When and how did white privilege start?

White privilege is a phenomenon that has played a major role in history, shaping everything from religious beliefs and social norms to political systems and economic structures. But when and how did it start? The phenomenon can be traced back all the way to the early days of Christianity, when it was used as a tool to spread the faith and gain control over new territories. In this way, white privilege was used to exert power and influence over people of different races, religions, and cultures. In this article, we'll explore the origins of white privilege in more detail.



Is white privilege real?


First, it's important to consider what we mean by white privilege. White privilege is defined as a set of unearned advantages given to white people simply because they are white. These privileges may be social, political, or economic in nature, and they often go unnoticed or unacknowledged by those who benefit from them.


Many people dispute or misunderstand the reality of white privilege, arguing that it is nothing more than a "social construct" or a "myth." They claim that successfully navigating society is about personal responsibility, hard work, and individual achievement — not race or privilege.


However, the many examples of white privilege — throughout history and today — demonstrate this is not the case. From entrenched biases in the workplace and education to economic disadvantages and unequal treatment by law enforcement, white privilege significantly impacts the lives of people of colour.

Some examples of white privilege that persist today include:

  • Access to higher-quality education, which leads to better employment opportunities and higher earnings

  • The ability to move through public spaces freely, without the constant threat of violence or harassment

  • The ability to feel safe and respected in interactions with law enforcement

  • The ability to travel and explore the world without facing additional scrutiny, barriers, or risks due to one's race or ethnicity


Photo by Kevin Olson on Unsplash

When did white privilege start?


One of the early examples of white privilege is the rapid spread of Christianity during the Middle Ages. By taking advantage of existing power structures and exploiting new opportunities created by unstable societies, Christian missionaries could convert large numbers of people in Europe and beyond.


The spread of Christianity was due in part to the privileged status that white Christians enjoyed over non-Christian people of colour, who were often treated as second-class citizens. Missionaries used this privilege to gain access to new territories, expanding their power and influence.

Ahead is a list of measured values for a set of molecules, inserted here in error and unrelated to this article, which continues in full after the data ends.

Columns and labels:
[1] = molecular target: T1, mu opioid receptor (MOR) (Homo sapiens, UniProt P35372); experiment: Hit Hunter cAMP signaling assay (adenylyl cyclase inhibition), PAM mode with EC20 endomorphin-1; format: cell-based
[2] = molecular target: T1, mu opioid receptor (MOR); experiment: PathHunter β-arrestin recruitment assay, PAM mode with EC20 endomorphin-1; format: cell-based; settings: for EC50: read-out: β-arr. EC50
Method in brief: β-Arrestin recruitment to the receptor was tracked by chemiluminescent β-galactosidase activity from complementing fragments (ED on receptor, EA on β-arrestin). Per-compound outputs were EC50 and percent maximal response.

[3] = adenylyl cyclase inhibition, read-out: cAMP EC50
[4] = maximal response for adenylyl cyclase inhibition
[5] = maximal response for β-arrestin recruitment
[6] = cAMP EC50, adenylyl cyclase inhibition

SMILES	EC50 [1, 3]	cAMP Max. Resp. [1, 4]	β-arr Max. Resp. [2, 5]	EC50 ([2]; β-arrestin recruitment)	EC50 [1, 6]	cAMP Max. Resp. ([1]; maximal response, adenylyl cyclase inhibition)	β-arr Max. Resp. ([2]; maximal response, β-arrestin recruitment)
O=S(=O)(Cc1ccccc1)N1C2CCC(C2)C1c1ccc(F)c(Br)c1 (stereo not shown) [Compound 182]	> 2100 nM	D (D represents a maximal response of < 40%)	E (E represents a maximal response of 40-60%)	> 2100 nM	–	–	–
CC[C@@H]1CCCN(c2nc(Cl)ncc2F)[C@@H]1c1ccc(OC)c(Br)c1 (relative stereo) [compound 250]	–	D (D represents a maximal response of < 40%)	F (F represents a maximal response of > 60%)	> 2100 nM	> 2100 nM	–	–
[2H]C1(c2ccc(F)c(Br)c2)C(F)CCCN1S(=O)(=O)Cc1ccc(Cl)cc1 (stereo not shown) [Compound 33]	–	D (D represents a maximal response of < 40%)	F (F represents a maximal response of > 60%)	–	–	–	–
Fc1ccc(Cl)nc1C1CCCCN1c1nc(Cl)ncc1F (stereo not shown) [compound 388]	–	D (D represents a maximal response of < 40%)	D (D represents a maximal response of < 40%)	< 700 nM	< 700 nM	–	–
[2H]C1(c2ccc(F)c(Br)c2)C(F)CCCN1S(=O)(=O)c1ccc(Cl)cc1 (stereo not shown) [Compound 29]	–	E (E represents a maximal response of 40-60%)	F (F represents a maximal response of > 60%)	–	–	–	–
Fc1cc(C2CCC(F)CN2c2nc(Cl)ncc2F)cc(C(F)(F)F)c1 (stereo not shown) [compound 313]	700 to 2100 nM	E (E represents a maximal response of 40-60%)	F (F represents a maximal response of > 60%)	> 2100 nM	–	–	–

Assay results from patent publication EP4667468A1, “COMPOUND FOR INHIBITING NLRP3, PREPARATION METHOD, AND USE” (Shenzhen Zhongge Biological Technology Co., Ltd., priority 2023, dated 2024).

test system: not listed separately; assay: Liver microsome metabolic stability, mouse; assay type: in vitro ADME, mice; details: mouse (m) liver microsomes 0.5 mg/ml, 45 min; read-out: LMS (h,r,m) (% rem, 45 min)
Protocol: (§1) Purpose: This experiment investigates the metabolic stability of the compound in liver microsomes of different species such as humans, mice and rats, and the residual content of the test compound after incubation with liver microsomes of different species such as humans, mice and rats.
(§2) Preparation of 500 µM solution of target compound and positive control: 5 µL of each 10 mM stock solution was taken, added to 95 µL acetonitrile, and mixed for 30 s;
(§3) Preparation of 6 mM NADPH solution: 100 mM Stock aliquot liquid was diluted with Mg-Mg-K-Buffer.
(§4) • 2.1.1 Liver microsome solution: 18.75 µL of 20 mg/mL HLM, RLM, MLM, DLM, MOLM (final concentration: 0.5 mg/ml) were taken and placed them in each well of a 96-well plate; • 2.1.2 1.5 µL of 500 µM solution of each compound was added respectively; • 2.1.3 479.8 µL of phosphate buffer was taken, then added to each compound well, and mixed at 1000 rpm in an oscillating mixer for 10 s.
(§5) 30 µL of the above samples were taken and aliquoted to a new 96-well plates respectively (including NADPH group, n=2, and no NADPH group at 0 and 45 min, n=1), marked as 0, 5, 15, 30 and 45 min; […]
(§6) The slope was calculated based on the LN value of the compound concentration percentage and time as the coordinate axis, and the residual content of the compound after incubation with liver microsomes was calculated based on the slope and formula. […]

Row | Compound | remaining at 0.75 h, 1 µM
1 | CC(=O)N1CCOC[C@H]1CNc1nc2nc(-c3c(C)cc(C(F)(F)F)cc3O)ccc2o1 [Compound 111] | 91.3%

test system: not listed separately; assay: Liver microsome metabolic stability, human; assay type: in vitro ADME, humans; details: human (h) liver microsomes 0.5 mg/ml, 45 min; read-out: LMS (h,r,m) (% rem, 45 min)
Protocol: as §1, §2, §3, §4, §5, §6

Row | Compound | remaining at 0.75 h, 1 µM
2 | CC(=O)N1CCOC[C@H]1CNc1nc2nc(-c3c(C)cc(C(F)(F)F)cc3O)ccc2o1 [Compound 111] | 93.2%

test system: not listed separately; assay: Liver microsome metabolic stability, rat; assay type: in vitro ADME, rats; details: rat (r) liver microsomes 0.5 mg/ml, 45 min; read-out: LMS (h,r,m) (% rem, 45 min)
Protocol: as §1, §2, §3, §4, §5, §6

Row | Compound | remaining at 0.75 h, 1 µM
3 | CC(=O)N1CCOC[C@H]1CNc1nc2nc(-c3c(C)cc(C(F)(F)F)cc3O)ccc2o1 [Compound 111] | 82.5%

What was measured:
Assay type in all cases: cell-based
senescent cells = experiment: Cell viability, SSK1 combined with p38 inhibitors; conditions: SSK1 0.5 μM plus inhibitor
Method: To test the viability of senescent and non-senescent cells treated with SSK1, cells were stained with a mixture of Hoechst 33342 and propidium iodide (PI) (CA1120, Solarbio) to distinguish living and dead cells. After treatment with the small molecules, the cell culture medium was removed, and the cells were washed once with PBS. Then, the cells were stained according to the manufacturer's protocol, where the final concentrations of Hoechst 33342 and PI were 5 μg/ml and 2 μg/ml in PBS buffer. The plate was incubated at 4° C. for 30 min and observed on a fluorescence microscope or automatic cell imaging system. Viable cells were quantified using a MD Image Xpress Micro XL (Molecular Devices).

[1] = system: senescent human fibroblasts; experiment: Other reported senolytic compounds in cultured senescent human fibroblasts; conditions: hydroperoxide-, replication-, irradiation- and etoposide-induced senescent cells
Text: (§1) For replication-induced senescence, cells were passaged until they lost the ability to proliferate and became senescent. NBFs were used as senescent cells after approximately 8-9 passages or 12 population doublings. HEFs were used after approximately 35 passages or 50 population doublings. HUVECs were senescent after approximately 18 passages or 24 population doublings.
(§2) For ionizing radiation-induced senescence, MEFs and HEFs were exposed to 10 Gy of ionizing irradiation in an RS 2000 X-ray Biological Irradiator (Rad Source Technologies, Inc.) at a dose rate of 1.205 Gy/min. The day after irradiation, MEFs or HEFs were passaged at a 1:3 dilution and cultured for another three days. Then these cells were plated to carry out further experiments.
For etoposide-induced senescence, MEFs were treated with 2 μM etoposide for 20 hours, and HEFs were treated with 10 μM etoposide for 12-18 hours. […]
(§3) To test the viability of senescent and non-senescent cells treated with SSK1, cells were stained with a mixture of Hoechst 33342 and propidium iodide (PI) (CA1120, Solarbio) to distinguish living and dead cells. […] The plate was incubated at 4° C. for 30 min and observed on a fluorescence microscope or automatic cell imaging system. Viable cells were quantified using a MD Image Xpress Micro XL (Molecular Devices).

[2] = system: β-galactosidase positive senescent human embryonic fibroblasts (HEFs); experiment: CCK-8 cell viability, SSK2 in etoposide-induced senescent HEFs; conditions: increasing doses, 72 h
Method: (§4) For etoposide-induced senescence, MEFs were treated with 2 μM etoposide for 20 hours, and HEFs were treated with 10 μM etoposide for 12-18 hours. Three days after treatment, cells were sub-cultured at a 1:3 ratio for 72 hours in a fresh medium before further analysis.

This was only the beginning of white privilege, however. Over centuries, Western Christian powers continued to expand their control over other parts of the world, often at the expense of native populations whose beliefs, cultures, and traditions were overruled.


This colonization paved the way for the white privilege we see today.


Photo by Jon Tyson on Unsplash

How to talk to your coworkers about white privilege

Although the topic of white privilege can seem controversial, it's crucial that we start having more open and honest conversations about it in our workplaces to overcome the disparities and microaggressions experienced by people of colour.


Here are a few tips for talking to your coworkers about white privilege:


1. Educate yourself on the issue. Start by learning as much as you can about what white privilege is, how it manifests in different areas of life, and the impact that it continues to have on marginalized communities.


2. Be open to listening and learning from others. As you talk about white privilege with your coworkers, you must approach the conversation with a willingness to truly listen and learn from their perspectives and experiences, even if they may differ from yours.


3. Raise awareness about examples of white privilege in the workplace. One of the best ways to start a dialogue on white privilege is to point out examples you have personally observed, and also point out examples that may be questionable.

4. Support efforts to promote diversity and inclusion, such as employee resource groups, mentorship programs, or diversifying one's talent pool. These types of efforts help promote a more equitable workplace for all employees.


We can't change history. But we can rewrite history books that hide the true origins of white privilege, and instead focus on education reform and social healing still needed today. It is only through having these tough conversations can we ensure that non-white people experience fewer barriers to social inclusion, participation and wealth.


Let's make this uncomfortable topic a teaching tool to better understand each other and move beyond the negative impacts it still has today. Set up a meeting so we can plan your team's next tough convo.